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7 April 2014 | Will Green
Businesswoman and TV celebrity Karren Brady has attacked the practice of late payment.
Brady, the UK government’s small business ambassador, said it was “not ethical or right” for larger firms to extend payment terms.
Speaking to The Daily Telegraph she said: “It’s incredible to me that bigger companies string out smaller companies in their payment terms. It’s not ethical or right. We need to work out how to help, how to legislate.”
Brady, who plans to produce a report for the government on the issues facing SMEs, also said she wanted to cut bureaucracy around government procurement. “The government has a target to give SMEs 25 per cent of its contracts but the red tape is appalling,” she said.
Her comments come at the same time as research by debt recovery company Hilton-Baird Collection Services revealed that 88 per cent of British businesses were affected by late payment and almost half were forced to pay their own suppliers late as a result.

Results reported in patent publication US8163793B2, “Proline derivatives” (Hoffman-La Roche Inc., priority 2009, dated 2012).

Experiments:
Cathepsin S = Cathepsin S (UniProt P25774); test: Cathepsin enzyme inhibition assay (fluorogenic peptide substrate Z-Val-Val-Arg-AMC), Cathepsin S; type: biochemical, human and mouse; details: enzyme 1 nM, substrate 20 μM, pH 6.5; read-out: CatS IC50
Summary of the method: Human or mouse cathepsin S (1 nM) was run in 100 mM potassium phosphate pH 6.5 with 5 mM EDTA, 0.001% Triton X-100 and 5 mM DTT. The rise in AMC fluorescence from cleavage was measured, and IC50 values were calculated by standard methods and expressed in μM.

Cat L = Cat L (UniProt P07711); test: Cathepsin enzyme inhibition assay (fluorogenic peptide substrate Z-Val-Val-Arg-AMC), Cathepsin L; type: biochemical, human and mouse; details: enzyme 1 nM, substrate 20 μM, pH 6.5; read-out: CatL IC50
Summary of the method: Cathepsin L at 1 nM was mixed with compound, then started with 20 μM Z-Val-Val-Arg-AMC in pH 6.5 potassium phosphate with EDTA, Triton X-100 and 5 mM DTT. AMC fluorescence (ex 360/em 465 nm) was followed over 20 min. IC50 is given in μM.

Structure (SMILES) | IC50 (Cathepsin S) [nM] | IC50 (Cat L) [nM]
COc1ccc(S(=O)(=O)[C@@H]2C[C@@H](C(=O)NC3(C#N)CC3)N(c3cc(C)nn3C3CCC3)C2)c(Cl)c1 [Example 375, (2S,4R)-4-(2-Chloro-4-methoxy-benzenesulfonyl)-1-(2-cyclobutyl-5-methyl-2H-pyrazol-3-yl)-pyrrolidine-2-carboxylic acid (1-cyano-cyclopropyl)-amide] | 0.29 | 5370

The survey, involving 361 firms, found three quarters had to invest more time in chasing unpaid invoices and 26 per cent classified more than 10 per cent of their debt as more than 90 days old. One in 10 wrote off more than 5 per cent of their turnover as uncollectable in 2013 and a third of firms had to increase borrowing.
Firms waited an average of almost 22 days beyond agreed credit terms in 2013, while businesses with turnover of between £500,000 and £1 million experienced the longest delay. The largest firms, with turnover in excess of £3 million, experienced the shortest delay.
The construction sector suffered the longest delays (24 days) and manufacturing the shortest (20 days).
However, 55 per cent of respondents were against fining late payers.
Alex Hilton-Baird, managing director of Hilton-Baird Collection Services, said: “The extent to which a single late payment can impact upon the supply chain is a major concern. While it’s obviously going to damage the supplier’s cash flow, it’s clear that many are being left with little option but to fight fire with fire.”
He added: “Even as a deterrent, fining late payers simply won’t work as, realistically, it will be left to the businesses themselves to enforce it."